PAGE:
American goldfinches appear to have increased their local numbers over the past couple of weeks. The species is with us year-round, but numbers in winter can fluctuate widely. The species can also cause confusion for casual birders and feeder watchers as the winter birds look dramatically different from the more familiar summer plumages. This is especially true of the adult male birds.
The bright lemon-yellow body with boldly contrasting black wings, cap and tail of the males is replaced in winter with a dull olive-brown body with perhaps a dingy yellowish head and neck area. The wings and tail remain black with pale wing bars, but the stark contrast is lacking. The black cap is gone for now. It won’t be too long, however, before the male birds will begin to show some yellow splotches as the molt into breeding plumage commences. The females will not change as much during the molt.
As goldfinch numbers grow, be on the lookout for pine siskins, a closely related species. Pine siskins have been absent from our area this winter but have been showing up a bit to our west recently. Time will tell if they will spread farther east, but the time is right for it to happen. Look for goldfinch-sized finches with dark streaking over the body and yellow to cream-colored wing bars. Sometimes pine siskins can stage a full-fledged invasion, dominating the feeder activity as large flocks of dozens of birds show up all at once. They can empty your seed supply in no time.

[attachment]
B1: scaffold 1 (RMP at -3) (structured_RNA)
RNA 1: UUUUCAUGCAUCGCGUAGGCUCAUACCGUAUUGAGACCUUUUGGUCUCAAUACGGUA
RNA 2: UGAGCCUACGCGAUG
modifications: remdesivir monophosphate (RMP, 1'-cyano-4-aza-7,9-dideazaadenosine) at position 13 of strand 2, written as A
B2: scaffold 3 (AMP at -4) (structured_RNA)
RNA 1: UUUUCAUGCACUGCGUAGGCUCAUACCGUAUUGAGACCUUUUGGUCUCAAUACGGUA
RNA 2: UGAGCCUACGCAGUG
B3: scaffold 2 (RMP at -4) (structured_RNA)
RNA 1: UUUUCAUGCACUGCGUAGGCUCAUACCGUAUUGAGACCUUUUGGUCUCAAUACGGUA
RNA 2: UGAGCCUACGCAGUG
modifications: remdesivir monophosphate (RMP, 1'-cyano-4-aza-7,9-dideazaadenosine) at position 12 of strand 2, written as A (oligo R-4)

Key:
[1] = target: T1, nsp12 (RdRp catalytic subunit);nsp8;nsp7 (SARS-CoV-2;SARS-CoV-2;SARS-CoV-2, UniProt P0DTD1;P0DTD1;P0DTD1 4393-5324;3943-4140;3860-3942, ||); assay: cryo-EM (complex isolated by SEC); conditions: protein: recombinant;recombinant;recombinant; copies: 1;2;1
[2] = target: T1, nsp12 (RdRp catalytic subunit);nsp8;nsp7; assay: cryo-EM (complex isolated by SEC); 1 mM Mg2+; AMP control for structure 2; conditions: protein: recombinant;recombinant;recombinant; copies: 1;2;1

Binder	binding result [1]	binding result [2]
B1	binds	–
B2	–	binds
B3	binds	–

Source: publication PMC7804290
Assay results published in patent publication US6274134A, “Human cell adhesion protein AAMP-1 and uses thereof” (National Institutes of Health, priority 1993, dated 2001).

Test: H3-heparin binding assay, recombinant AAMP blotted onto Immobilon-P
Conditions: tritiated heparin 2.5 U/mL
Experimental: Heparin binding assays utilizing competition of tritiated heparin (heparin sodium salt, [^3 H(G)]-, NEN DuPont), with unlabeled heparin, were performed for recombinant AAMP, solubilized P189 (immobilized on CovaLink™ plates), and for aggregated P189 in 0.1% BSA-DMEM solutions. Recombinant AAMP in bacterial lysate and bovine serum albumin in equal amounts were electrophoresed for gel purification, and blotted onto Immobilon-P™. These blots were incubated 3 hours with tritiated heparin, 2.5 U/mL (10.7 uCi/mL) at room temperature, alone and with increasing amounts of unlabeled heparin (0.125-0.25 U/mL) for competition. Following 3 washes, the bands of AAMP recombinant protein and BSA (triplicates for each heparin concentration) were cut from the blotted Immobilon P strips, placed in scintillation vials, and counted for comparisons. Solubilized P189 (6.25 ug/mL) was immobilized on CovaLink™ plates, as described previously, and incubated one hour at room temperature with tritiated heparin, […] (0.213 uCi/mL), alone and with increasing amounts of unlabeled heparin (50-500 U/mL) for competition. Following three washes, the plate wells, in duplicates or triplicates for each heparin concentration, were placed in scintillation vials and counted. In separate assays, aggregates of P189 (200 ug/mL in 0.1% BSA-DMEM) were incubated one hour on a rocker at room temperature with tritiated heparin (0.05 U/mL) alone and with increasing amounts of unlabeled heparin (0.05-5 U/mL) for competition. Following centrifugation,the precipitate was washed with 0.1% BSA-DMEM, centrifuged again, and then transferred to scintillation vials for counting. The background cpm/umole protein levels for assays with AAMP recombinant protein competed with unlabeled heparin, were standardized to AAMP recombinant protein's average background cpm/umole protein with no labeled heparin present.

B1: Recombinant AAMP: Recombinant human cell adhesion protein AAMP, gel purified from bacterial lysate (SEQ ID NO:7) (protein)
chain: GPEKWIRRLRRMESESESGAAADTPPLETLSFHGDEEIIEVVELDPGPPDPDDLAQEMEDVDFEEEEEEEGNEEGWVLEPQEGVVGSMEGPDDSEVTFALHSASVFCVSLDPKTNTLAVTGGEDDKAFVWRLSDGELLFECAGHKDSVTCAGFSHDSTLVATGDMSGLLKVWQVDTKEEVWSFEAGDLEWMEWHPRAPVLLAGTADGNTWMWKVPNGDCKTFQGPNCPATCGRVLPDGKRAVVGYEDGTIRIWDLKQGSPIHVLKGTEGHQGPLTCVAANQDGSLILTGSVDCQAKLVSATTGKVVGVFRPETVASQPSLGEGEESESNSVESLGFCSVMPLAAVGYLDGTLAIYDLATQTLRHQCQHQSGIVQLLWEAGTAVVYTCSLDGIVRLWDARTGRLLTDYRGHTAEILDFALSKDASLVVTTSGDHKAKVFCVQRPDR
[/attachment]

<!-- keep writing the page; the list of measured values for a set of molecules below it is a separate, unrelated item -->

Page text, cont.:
Another finch that has not shown up in our area this winter is the purple finch. These birds look superficially like our year-round house finches, so much that it can be challenging for casual feeder watchers to tell the difference. Given the almost total absence of purple finches from the southeast this winter, I think it is safe to say that any birds being called purple finches are actually house finches, especially if large numbers of birds are involved.
So make yourself familiar with winter-plumaged American goldfinches and be prepared for a few pine siskins to mix in, especially if the flocks are large. As always, let me know what you’re seeing at your feeders, neighborhood ponds or along your daily walking route. Birds are starting to move again, so watch for the changes.
Taylor Piephoff is a naturalist with an interest in the birds and wildlife of the southern Piedmont: PiephoffT@aol.com.